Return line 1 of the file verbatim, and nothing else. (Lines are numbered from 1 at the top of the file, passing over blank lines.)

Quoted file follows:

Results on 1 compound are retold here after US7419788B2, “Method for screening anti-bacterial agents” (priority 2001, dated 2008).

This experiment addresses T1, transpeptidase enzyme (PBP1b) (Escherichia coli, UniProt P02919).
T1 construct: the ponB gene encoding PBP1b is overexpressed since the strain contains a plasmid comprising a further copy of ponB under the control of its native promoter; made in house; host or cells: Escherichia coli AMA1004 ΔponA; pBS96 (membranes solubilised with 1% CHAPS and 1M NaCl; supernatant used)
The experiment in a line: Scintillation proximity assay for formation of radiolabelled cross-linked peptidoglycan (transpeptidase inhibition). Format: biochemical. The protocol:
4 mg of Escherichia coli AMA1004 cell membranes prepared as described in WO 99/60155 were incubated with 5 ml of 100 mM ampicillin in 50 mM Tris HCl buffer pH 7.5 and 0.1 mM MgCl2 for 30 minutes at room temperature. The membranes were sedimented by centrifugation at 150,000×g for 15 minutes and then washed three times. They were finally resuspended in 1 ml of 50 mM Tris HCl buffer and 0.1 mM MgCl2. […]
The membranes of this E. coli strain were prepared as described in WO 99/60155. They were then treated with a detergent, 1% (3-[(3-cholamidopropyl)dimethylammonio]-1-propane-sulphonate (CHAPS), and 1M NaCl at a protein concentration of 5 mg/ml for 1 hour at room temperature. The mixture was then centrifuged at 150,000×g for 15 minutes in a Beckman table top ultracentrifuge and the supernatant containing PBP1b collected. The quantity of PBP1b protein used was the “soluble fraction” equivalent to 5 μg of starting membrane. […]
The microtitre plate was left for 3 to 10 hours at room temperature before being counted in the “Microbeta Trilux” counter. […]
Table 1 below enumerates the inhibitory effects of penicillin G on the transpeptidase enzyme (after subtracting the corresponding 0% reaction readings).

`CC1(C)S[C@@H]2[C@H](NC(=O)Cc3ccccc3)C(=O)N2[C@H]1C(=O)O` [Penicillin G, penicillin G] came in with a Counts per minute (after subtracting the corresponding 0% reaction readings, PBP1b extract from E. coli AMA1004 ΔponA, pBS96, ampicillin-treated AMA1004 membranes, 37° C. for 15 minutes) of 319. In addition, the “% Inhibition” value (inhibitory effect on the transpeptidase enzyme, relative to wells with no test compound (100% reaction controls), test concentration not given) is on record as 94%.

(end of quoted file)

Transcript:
Results on 1 compound are retold here after US7419788B2, “Method for screening anti-bacterial agents” (priority 2001, dated 2008).